RECORDBREAKING SPEED It is one thing to have a bike that tests really well in a wind tunnel, but it’s another to have it perform well when you’re on it.
SCOTT PLASMA 5
WHEN SEBASTIAN KIENLE ripped up the bike leg at the Ironman European Championship in 2014, riding 10 minutes faster than anyone had ever gone on the course, his performance sent a clear message to the rest of his competition: he would be the man to beat in Kona later that year. Turns out he was, once again, flying through the bike course and following that up with a strong marathon to take the world title. As much as those wins were attributable to Kienle’s immense talent, it was hard not to notice his bike, the Scott Plasma 5, which looks fast on the rack in transition and looks even faster being ridden at 45 km/hour by the speedy German.
For over a decade, Scott has been producing some of the fastest and lightest carbon-fibre bikes on the market, and the Swiss company’s latest high-end tri frame, the Plasma 5, is the fastest of the lot. The Plasma 5 uses HMX carbon fibre that is stiffer and more responsive than that used in previous versions of the Plasma line. Thanks to input from athletes like Kienle, the idea was to develop a bike that handled as much like a road bike as possible, while also offering the ultimate in aerodynamics.
Speaking of aerodynamics, there’s a reason that so many new frames this year look remarkably similar to the Plasma 5. The Plasma 5 is incredibly good at cheating the wind thanks to the parametric airfoils which are said to provide the same aero numbers whether a rider is on or off the bike. That’s a huge plus – it is one thing to have a bike that tests really well in a wind tunnel, but it’s another to have it perform well when you’re on it. The Scott engineers didn’t stop with the frame, though. The ergonomics of the Plasma 5 are impressive. Aerodynamics in tri bikes all begin with the aero bars, which in this case were built for Scott by the folks at Profile Design. In keeping with the latest aero trends, the arm rests and extensions are raised up off the base bar, and every aspect of the bar set-up (including the ski-bend extensions) can be adjusted to dial in the perfect fit.
But it doesn’t stop there. One of the biggest aero features on the Plasma 5 is the integrated handlebar water bottle, which allows the rider to access fluids without having to move off the bars (and lose valuable seconds), all the while reducing drag appreciably. Along the top tube is a storage box that not only carries lots of nutrition, but also allows wind to pass behind the stem to improve aerodynamics. (If you happen to be heading to a UCI time trial event you’ll have to remove the water bottle and storage box and also change the stem.) The brakes are hidden, too, thanks to the TRP front brake and the Dura Ace direct-mount rear brake that’s sits under the bottom bracket and even has a special plate that improves the aerodynamics. Suffice it to say the bike is a rocket. We tried to get one in for review, only to learn that the last available frame in the country was on its way to Oakville, Ont., for Joe Wiley, who had qualified for Kona at Ironman Lake Placid. Luckily enough Wiley agreed to let us photograph his bike, and gave us lots of feedback for our review.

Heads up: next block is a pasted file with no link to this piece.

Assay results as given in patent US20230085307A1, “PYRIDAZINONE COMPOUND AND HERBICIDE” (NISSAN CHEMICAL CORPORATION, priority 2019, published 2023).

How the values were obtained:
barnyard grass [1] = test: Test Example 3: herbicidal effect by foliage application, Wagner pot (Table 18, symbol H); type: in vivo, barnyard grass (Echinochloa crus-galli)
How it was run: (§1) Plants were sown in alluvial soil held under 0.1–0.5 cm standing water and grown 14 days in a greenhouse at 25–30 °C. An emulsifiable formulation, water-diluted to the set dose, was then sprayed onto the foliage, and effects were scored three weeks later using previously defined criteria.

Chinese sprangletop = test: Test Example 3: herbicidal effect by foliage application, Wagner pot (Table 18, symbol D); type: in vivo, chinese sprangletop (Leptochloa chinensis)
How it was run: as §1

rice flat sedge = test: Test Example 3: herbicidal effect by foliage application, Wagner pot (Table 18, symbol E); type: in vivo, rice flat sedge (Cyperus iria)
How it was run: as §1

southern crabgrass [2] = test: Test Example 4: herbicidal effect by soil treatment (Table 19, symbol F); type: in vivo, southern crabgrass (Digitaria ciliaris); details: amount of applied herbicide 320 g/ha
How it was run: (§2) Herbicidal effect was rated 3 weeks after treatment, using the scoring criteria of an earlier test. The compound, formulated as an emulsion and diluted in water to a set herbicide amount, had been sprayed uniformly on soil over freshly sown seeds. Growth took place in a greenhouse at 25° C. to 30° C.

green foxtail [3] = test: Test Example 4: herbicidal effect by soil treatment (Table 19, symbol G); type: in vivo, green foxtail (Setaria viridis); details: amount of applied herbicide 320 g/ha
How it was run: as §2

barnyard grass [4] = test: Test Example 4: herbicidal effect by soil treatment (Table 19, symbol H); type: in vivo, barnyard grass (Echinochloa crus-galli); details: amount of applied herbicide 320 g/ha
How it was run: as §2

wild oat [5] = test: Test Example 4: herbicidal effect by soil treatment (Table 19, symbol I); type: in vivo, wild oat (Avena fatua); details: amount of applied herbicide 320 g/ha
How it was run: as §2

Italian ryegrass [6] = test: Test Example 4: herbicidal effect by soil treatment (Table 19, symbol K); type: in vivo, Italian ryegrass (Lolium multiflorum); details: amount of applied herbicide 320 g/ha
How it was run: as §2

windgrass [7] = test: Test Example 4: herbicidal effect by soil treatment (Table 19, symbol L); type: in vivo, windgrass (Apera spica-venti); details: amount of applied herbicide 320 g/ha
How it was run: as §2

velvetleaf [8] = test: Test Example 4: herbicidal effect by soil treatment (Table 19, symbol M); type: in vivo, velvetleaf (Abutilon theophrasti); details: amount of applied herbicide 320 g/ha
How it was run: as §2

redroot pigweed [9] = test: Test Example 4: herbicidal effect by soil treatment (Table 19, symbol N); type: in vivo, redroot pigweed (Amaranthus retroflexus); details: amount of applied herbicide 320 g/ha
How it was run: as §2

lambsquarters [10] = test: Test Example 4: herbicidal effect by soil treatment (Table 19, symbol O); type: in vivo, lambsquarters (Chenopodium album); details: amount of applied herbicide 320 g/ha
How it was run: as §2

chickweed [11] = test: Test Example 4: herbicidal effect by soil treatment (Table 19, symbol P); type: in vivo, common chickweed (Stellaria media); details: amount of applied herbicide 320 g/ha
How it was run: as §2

Wiley started with the Plasma 5 frame and then specced it to create the ultimate speed machine. Dura Ace Di2 provides sharp, smooth shifting and all the wiring can be hidden within the frame. The wheelset he chose was Zipp’s 808s for both the front and rear (discs aren’t allowed in Kona).
Wiley agrees that the bike is a rocket, climbs extremely well and also handles admirably, especially for a tri bike. His fit was dialled in almost right away, providing a comfortable, aero ride that allowed him to spend lots of time on the aero bars – exactly the dynamics required for a great ride in Kona. That’s not to say he didn’t have some issues. The biggest challenge was around the rear brake, which was hard to set up. A former football and rugby player, even at his most slimmed down, Wiley weighs about 180 pounds, which means he generates some pretty decent torque when he’s standing up and pounding on the pedals or climbing. Even the super-stiff 808s moved around a bit in those situations and the tight spacing for the rear brake led to some brake rub. A few weeks of tinkering finally got things in order and Wiley arrived in Kona ready to take on the famous Queen K highway with its high winds. Before the race he made one final tweak to the setup, changing the front wheel to a shallower 404, which made the bike considerably easier to handle in the strong winds along the Kohala coast.
He might not have ridden his Scott Plasma as fast as Kienle did on race day, but Wiley was able to enjoy all the aero benefits and performance built into this impressive frame, proving that Scott has built a winning bike that works for athletes of any level.–